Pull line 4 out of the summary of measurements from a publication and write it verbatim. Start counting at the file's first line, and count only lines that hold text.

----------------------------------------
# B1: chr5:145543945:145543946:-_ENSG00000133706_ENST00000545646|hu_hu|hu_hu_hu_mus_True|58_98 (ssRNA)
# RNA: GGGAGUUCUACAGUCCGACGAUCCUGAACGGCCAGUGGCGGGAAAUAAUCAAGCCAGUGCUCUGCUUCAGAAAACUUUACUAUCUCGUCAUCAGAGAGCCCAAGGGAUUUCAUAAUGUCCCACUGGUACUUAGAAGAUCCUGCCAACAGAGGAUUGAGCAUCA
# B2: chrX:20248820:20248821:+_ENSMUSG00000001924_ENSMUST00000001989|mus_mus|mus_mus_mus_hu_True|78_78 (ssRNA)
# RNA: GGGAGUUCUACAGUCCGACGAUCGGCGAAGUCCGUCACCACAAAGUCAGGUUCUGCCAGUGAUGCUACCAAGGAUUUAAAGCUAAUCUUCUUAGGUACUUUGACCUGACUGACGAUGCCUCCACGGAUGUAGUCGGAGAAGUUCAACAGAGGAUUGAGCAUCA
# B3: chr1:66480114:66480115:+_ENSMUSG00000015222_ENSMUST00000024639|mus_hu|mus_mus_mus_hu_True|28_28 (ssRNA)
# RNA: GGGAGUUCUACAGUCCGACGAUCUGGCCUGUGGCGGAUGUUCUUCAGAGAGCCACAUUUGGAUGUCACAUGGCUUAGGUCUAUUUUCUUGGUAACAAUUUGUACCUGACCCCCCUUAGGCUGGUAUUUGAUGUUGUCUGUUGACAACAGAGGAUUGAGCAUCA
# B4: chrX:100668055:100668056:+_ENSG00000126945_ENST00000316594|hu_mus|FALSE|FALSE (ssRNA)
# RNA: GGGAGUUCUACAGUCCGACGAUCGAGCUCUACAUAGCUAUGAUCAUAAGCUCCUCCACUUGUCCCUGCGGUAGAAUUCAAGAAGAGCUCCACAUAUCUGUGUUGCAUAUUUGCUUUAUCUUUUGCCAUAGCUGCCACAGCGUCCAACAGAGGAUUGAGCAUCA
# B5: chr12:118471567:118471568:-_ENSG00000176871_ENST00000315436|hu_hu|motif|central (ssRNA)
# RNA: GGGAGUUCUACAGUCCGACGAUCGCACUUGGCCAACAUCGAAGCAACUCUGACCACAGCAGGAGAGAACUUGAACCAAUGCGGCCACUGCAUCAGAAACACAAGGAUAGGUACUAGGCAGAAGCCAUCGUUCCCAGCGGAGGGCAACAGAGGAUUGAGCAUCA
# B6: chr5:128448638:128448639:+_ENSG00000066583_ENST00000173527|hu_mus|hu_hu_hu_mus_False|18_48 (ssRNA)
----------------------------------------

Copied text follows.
# RNA: GGGAGUUCUACAGUCCGACGAUCGGCGAAGUCCGUCACCACAAAGUCAGGUUCUGCCAGUGAUGCUACCAAGGAUUUAAAGCUAAUCUUCUUAGGUACUUUGACCUGACUGACGAUGCCUCCACGGAUGUAGUCGGAGAAGUUCAACAGAGGAUUGAGCAUCA